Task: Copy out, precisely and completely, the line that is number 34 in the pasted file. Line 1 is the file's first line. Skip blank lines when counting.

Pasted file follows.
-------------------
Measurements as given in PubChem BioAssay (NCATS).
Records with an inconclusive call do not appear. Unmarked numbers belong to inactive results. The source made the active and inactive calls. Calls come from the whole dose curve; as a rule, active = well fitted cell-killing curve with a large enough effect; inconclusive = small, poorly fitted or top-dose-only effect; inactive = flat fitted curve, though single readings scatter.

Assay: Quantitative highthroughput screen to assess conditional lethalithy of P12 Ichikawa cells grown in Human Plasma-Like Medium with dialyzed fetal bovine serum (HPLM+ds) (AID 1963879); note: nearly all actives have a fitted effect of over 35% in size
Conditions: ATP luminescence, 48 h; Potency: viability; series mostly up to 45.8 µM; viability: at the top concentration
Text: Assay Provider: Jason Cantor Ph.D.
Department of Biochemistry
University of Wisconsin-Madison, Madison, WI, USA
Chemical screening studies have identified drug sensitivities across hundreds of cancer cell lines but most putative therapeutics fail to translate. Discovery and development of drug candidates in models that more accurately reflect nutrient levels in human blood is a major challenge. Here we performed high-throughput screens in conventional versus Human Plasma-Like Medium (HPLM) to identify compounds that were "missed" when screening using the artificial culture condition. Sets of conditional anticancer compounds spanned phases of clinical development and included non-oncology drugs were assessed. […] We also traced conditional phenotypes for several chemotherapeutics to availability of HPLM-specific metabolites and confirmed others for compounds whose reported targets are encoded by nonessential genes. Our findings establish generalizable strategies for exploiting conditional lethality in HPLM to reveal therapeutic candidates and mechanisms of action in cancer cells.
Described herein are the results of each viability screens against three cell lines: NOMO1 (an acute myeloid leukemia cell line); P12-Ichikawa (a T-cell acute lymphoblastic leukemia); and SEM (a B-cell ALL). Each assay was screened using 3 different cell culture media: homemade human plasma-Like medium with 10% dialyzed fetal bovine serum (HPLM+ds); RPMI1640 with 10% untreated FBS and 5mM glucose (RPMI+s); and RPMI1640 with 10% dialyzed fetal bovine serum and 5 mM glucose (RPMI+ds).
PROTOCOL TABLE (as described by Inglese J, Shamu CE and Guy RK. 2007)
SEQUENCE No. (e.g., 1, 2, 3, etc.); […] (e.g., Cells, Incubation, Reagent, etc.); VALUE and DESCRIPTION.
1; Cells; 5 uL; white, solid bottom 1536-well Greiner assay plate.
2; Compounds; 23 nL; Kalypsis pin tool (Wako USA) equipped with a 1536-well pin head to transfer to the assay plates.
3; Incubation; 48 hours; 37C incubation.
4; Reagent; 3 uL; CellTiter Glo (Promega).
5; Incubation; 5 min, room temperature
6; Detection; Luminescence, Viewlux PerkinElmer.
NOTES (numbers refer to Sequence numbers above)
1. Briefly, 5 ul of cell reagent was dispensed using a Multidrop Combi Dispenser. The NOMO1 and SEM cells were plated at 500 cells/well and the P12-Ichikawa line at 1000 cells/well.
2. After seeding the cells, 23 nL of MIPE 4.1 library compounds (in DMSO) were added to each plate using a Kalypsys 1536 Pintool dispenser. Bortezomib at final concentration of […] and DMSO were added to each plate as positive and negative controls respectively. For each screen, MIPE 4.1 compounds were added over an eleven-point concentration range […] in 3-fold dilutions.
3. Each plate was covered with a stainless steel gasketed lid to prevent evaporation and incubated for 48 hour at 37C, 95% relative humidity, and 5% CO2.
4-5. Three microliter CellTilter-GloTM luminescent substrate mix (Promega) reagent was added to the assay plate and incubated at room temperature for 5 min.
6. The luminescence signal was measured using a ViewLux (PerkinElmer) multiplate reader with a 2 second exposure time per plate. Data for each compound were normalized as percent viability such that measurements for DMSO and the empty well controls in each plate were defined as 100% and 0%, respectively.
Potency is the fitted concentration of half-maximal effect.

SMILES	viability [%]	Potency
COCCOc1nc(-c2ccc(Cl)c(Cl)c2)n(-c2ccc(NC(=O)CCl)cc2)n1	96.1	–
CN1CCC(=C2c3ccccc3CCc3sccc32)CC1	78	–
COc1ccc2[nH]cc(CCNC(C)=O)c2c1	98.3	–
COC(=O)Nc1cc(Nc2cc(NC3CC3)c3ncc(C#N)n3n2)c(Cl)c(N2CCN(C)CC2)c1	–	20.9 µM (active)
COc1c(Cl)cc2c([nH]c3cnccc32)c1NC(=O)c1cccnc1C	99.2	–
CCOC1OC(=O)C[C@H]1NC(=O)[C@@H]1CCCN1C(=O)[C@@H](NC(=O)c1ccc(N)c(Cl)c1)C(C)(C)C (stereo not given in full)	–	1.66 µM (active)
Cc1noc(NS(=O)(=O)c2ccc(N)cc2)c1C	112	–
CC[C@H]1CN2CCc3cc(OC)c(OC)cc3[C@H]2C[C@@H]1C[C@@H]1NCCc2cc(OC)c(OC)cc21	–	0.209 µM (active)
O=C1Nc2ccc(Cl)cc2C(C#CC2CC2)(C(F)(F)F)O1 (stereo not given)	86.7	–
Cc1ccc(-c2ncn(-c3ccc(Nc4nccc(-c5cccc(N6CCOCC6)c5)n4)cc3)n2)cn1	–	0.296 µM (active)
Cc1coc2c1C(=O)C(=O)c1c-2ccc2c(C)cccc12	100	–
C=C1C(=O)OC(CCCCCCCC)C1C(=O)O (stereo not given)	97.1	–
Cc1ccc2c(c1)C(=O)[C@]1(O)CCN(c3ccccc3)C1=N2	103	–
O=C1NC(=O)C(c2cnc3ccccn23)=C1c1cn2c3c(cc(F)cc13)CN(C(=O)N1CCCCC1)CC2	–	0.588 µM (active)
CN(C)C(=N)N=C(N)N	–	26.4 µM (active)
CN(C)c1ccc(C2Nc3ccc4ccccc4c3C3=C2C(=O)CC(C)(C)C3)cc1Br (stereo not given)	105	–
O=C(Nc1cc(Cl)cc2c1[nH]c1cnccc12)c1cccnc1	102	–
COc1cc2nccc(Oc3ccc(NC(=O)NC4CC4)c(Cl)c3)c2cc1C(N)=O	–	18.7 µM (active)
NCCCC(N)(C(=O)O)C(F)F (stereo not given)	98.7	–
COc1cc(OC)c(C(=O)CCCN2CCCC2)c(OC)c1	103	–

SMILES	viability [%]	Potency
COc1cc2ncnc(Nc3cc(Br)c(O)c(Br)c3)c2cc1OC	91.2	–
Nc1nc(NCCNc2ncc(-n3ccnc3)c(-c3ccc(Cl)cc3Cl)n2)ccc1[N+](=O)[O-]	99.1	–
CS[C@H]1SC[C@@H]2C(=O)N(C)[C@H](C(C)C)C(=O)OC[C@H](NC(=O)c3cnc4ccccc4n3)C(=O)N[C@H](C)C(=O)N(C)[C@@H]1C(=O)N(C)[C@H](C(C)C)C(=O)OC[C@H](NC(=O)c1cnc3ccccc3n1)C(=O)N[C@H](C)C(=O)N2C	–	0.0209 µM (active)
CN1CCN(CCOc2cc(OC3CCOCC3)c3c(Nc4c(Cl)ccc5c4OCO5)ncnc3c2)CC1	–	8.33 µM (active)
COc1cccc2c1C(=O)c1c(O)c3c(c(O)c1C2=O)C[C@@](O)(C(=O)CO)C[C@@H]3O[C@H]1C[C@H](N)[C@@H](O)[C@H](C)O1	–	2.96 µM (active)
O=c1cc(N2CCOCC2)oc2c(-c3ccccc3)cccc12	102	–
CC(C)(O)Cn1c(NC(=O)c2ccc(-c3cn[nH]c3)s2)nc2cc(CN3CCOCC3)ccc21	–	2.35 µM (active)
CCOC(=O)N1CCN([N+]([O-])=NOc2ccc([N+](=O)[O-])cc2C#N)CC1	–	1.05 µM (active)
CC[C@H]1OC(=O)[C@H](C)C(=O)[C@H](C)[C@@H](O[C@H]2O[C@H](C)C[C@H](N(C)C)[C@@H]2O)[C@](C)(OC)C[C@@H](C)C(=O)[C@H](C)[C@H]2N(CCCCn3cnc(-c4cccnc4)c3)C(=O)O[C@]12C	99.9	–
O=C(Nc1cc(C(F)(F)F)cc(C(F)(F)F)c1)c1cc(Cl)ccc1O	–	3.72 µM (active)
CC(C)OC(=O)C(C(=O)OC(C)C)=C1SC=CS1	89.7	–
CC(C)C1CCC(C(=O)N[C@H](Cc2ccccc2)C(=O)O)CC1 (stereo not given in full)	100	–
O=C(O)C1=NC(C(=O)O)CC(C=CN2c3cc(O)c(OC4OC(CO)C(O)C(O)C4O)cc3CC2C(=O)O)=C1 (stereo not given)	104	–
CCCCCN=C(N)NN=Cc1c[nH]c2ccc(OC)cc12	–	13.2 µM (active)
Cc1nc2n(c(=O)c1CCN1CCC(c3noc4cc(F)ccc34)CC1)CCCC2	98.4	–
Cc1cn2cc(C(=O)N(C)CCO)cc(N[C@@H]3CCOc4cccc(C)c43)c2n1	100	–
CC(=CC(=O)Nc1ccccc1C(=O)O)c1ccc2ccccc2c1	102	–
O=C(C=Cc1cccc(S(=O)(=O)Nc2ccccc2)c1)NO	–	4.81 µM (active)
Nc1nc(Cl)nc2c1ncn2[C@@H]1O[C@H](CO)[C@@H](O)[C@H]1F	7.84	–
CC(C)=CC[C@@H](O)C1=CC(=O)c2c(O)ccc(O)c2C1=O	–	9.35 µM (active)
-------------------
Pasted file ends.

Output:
O=C1Nc2ccc(Cl)cc2C(C#CC2CC2)(C(F)(F)F)O1 (stereo not given)	86.7	–